Here is an opinion reprint from “Daily Kos” that names the traitors in office.

by Brandi Buchmann

Now that the January 6th committee has spent more than a year investigating the insurrection at the U.S. Capitol, they have unearthed evidence, in physical records and eyewitness testimony, that overwhelmingly suggests former President Donald Trump desperately schemed to retain power after losing the 2020 election and saw this plot aided or advanced by an increasingly craven series of lawmakers, lackeys, lawyers,  aides, and right-wing extremists.

Many of those lawmakers who parroted Trump’s meritless claims of voter fraud did so at relatively the same clip he did, using their sizeable platforms, power, and influence to promote conspiracy theories about the results of the election that were disproven by the nation’s Justice Department and intelligence apparatuses and dismissed by court after court and judge after judge—including those judges Trump appointed.

When Congress finally met for the joint session on Jan. 6 to count certified elector slates and Speaker of the House Nancy Pelosi gaveled in, throngs of protesters would breach Capitol police barriers just minutes later. Trump, live from the Ellipse, was finishing a speech where he urged his supporters to march on the Capitol. One line encouraging this in his draft speech, according to White House records provided to the committee by the National Archives, shows Trump ad-libbed this call to action four times on Jan. 6.

Testimony and other evidence collected by the committee indicate too that Trump initially tried to conceal a plan to march on the Capitol even as he, members of his campaign staff, and rally organizers moved full steam ahead. This detail drastically undercuts claims by Trump and his allies currently in Congress that say January 6 was a peaceful protest that spontaneously went awry.

The committee has also shown evidence of at least six Republican lawmakers seeking preemptive pardons from Trump in the wake of the insurrection. In a request spearheaded by Rep. Mo Brooks of Alabama, he went so far as to ask for a preemptive pardon for all 147 members of Congress who lodged an objection to Joe Biden’s Electoral College victory. Brooks also requested pardons for 126 Republicans who joined an amicus brief filed in Texas that sought to challenge election results in Michigan, Wisconsin, Georgia, and Pennsylvania.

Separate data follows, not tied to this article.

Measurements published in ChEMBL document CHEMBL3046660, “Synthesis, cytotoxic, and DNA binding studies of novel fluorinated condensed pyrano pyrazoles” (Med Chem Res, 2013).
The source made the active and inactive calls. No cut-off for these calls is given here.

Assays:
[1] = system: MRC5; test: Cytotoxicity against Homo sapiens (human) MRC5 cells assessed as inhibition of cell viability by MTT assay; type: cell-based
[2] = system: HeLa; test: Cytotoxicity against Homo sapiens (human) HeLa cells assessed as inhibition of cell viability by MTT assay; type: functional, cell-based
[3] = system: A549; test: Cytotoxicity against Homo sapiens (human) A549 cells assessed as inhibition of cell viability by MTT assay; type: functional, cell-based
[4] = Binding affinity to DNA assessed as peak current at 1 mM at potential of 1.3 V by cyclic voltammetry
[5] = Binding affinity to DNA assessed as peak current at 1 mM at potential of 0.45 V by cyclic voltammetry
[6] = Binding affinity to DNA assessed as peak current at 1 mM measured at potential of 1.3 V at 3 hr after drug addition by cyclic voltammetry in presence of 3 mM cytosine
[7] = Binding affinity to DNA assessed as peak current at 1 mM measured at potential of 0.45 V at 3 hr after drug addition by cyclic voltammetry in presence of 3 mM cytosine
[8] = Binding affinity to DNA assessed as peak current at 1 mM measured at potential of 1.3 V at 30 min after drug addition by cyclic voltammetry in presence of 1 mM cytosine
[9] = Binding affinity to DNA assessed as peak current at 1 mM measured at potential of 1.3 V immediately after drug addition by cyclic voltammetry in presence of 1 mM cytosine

Brooks has since defended his ask while simultaneously trying to distance himself from his own inflammatory remarks delivered at the Ellipse on Jan. 6.

It was Trump who told Brooks to make the pardon request, he wrote, in a Jan. 11, 2021 email.

Notably, Brooks said he was making his inquiry “pursuant to a request” from Rep. Matt Gaetz of Florida. More than six weeks after Trump finally left office, it was reported for the first time by The New York Times that Gaetz was under investigation for alleged sex trafficking and sex with a minor.

In addition to Brooks and Gaetz, Hutchinson specifically named House Republicans Scott Perry of Pennsylvania, Louie Gohmert of Texas, Andy Biggs of Arizona, and Marjorie Taylor Greene of Georgia. All have issued various denials about the pardons but remain vocal, staunch supporters of Trump and have continued, until now, to cast doubts or aspersions on the Jan. 6 committee’s work and standing.

Trump never issued the pardons and Brooks fell out of favor with him after he urged prospective voters during his failed campaign for a Senate seat to put the 2020 election “behind them.” Trump said Brooks went “woke” and endorsed his opponent.

The Senators who voted to overturn the 2020 election after the insurrection are:

House members in Texas, Illinois and Tennessee who voted to overturn the 2020 election results after the insurrection:

One additional Texas legislator on the list has subsequently died.

 

 

Did Chuck Grassley Collude with the January 6th Trump Insurrection?

Since we are on the border with Iowa, it is important to present this Mark Karlin article that ran on “Daily Kos.” Karlin’s point that the Secret Service should know enough not to delete phone text messages sent on one of the most momentous days in our country’s history, January 6, 2021 is common sense. The possible involvement of 88-year-old Iowa Republican Senator Charles Grassley in Trump’s plot is something to consider if you are an Iowa voter going to the polls at mid-terms. This year, Admiral Franken (Grassley’s probable opponent) is a charismatic alternative to the 88-year-old Chuck Grassley and—if Grassley’s slip of the tongue is legitimately a sign of Grassley’s allegiance to DJT, do you want to support a candidate willing to overthrow democratic elections who may not support the democratic principle of  the peaceful transition of power?

***

By Mark Karlin

The bombshell that the pro-Trump Secret Service deleted crucial text messages from January 5 and January 6, 2021, may be a “connect the dots” moment. It’s not just that this excised communication could have corroborated Cassidy Hutchinson’s second-hand account of Trump lunging for the steering wheel and grabbing a Secret Service member to try and compel them to drive him to the Capitol after the January 6 rally.

There might be something much more profoundly concerning: there might be Secret Service collaborators in Trump’s coup plot.